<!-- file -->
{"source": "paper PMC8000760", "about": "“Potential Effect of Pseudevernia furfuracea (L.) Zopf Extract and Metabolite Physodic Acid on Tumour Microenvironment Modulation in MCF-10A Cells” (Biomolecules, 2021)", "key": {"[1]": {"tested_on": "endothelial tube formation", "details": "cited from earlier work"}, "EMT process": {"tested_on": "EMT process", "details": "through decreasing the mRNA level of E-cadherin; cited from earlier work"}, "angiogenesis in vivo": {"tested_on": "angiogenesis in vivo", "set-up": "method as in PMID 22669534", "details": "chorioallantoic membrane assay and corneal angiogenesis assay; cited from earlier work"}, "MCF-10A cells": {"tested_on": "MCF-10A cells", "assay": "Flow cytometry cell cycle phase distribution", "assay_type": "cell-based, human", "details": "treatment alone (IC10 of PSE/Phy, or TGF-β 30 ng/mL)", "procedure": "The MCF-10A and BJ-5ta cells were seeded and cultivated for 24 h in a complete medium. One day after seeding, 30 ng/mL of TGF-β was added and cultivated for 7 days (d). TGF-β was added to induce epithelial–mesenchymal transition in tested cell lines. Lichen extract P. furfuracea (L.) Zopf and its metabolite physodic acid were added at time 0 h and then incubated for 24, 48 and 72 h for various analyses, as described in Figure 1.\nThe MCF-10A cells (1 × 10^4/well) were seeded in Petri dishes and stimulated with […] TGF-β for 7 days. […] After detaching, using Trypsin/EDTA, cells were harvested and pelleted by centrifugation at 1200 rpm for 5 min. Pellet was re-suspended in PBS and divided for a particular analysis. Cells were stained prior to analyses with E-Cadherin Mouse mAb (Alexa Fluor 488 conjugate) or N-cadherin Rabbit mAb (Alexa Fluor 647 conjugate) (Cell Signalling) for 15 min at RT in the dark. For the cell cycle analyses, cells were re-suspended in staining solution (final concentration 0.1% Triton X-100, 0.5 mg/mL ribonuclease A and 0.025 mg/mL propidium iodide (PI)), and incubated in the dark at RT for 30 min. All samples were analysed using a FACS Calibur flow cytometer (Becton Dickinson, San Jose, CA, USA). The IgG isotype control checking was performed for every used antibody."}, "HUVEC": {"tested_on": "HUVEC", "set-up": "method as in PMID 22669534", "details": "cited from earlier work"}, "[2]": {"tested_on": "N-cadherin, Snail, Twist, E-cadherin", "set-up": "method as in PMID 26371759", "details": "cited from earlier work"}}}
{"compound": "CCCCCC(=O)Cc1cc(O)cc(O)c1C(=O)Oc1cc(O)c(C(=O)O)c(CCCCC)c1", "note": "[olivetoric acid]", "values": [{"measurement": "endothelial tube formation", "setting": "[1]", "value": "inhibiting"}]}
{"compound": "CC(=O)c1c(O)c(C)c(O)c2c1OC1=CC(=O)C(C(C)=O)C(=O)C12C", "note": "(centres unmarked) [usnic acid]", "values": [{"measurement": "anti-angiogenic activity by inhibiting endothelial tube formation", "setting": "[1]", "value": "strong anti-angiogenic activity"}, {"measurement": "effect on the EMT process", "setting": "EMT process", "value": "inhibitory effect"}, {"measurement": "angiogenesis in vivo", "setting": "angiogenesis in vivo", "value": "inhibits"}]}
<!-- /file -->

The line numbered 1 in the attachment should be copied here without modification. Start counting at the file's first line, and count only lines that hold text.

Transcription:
{"source": "paper PMC8000760", "about": "“Potential Effect of Pseudevernia furfuracea (L.) Zopf Extract and Metabolite Physodic Acid on Tumour Microenvironment Modulation in MCF-10A Cells” (Biomolecules, 2021)", "key": {"[1]": {"tested_on": "endothelial tube formation", "details": "cited from earlier work"}, "EMT process": {"tested_on": "EMT process", "details": "through decreasing the mRNA level of E-cadherin; cited from earlier work"}, "angiogenesis in vivo": {"tested_on": "angiogenesis in vivo", "set-up": "method as in PMID 22669534", "details": "chorioallantoic membrane assay and corneal angiogenesis assay; cited from earlier work"}, "MCF-10A cells": {"tested_on": "MCF-10A cells", "assay": "Flow cytometry cell cycle phase distribution", "assay_type": "cell-based, human", "details": "treatment alone (IC10 of PSE/Phy, or TGF-β 30 ng/mL)", "procedure": "The MCF-10A and BJ-5ta cells were seeded and cultivated for 24 h in a complete medium. One day after seeding, 30 ng/mL of TGF-β was added and cultivated for 7 days (d). TGF-β was added to induce epithelial–mesenchymal transition in tested cell lines. Lichen extract P. furfuracea (L.) Zopf and its metabolite physodic acid were added at time 0 h and then incubated for 24, 48 and 72 h for various analyses, as described in Figure 1.\nThe MCF-10A cells (1 × 10^4/well) were seeded in Petri dishes and stimulated with […] TGF-β for 7 days. […] After detaching, using Trypsin/EDTA, cells were harvested and pelleted by centrifugation at 1200 rpm for 5 min. Pellet was re-suspended in PBS and divided for a particular analysis. Cells were stained prior to analyses with E-Cadherin Mouse mAb (Alexa Fluor 488 conjugate) or N-cadherin Rabbit mAb (Alexa Fluor 647 conjugate) (Cell Signalling) for 15 min at RT in the dark. For the cell cycle analyses, cells were re-suspended in staining solution (final concentration 0.1% Triton X-100, 0.5 mg/mL ribonuclease A and 0.025 mg/mL propidium iodide (PI)), and incubated in the dark at RT for 30 min. All samples were analysed using a FACS Calibur flow cytometer (Becton Dickinson, San Jose, CA, USA). The IgG isotype control checking was performed for every used antibody."}, "HUVEC": {"tested_on": "HUVEC", "set-up": "method as in PMID 22669534", "details": "cited from earlier work"}, "[2]": {"tested_on": "N-cadherin, Snail, Twist, E-cadherin", "set-up": "method as in PMID 26371759", "details": "cited from earlier work"}}}